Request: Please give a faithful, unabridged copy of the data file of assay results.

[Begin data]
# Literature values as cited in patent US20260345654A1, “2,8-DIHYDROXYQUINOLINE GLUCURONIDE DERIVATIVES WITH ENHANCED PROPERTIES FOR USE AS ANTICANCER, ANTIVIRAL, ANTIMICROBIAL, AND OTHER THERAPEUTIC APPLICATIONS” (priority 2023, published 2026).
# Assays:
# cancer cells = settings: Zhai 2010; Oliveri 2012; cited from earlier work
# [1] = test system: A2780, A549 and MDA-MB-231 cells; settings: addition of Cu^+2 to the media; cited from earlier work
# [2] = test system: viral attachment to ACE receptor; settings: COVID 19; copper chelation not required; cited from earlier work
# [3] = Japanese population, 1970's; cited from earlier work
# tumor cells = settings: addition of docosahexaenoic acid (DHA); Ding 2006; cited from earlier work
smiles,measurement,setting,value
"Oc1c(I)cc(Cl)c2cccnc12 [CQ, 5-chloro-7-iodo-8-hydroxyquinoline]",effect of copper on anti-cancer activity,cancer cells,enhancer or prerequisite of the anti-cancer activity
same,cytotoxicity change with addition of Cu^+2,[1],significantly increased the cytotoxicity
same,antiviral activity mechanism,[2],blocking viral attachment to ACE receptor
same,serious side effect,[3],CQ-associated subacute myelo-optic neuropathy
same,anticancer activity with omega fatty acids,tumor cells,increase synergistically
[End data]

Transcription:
# Literature values as cited in patent US20260345654A1, “2,8-DIHYDROXYQUINOLINE GLUCURONIDE DERIVATIVES WITH ENHANCED PROPERTIES FOR USE AS ANTICANCER, ANTIVIRAL, ANTIMICROBIAL, AND OTHER THERAPEUTIC APPLICATIONS” (priority 2023, published 2026).
# Assays:
# cancer cells = settings: Zhai 2010; Oliveri 2012; cited from earlier work
# [1] = test system: A2780, A549 and MDA-MB-231 cells; settings: addition of Cu^+2 to the media; cited from earlier work
# [2] = test system: viral attachment to ACE receptor; settings: COVID 19; copper chelation not required; cited from earlier work
# [3] = Japanese population, 1970's; cited from earlier work
# tumor cells = settings: addition of docosahexaenoic acid (DHA); Ding 2006; cited from earlier work
smiles,measurement,setting,value
"Oc1c(I)cc(Cl)c2cccnc12 [CQ, 5-chloro-7-iodo-8-hydroxyquinoline]",effect of copper on anti-cancer activity,cancer cells,enhancer or prerequisite of the anti-cancer activity
same,cytotoxicity change with addition of Cu^+2,[1],significantly increased the cytotoxicity
same,antiviral activity mechanism,[2],blocking viral attachment to ACE receptor
same,serious side effect,[3],CQ-associated subacute myelo-optic neuropathy
same,anticancer activity with omega fatty acids,tumor cells,increase synergistically